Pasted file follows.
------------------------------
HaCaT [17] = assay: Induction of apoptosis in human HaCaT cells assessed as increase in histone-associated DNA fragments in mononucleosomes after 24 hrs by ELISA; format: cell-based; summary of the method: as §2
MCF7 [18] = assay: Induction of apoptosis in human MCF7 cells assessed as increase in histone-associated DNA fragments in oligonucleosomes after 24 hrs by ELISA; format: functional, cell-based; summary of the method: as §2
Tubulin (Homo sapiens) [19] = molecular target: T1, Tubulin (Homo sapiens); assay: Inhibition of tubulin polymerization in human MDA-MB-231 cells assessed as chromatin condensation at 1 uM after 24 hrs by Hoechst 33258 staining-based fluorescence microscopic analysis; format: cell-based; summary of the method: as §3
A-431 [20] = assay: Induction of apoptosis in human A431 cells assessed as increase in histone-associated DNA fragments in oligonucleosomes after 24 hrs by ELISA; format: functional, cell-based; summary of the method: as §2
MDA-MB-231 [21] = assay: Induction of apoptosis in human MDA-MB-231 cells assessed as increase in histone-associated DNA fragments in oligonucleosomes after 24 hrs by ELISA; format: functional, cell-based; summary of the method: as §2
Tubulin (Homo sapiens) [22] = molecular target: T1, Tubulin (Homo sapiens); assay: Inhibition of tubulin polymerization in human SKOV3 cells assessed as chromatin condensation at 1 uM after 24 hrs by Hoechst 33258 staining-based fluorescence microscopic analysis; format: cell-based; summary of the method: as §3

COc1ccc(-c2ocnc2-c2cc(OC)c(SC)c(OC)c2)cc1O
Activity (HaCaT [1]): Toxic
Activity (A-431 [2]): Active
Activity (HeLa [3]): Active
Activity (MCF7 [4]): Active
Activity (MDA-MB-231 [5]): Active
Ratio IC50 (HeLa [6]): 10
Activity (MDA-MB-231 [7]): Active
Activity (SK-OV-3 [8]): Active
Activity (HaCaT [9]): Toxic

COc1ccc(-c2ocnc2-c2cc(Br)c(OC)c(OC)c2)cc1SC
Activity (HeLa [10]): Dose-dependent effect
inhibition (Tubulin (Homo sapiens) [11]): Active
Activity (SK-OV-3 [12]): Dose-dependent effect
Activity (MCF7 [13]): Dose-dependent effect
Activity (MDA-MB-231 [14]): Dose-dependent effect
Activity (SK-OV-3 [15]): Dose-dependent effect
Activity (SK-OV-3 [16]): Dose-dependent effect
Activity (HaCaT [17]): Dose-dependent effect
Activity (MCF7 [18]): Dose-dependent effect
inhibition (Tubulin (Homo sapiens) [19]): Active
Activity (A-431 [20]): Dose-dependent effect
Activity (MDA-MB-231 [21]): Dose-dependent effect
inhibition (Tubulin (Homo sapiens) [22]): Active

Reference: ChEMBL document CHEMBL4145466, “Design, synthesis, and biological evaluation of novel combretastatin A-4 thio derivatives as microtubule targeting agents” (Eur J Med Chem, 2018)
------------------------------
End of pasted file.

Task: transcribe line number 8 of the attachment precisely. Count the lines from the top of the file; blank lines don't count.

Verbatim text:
Activity (HaCaT [1]): Toxic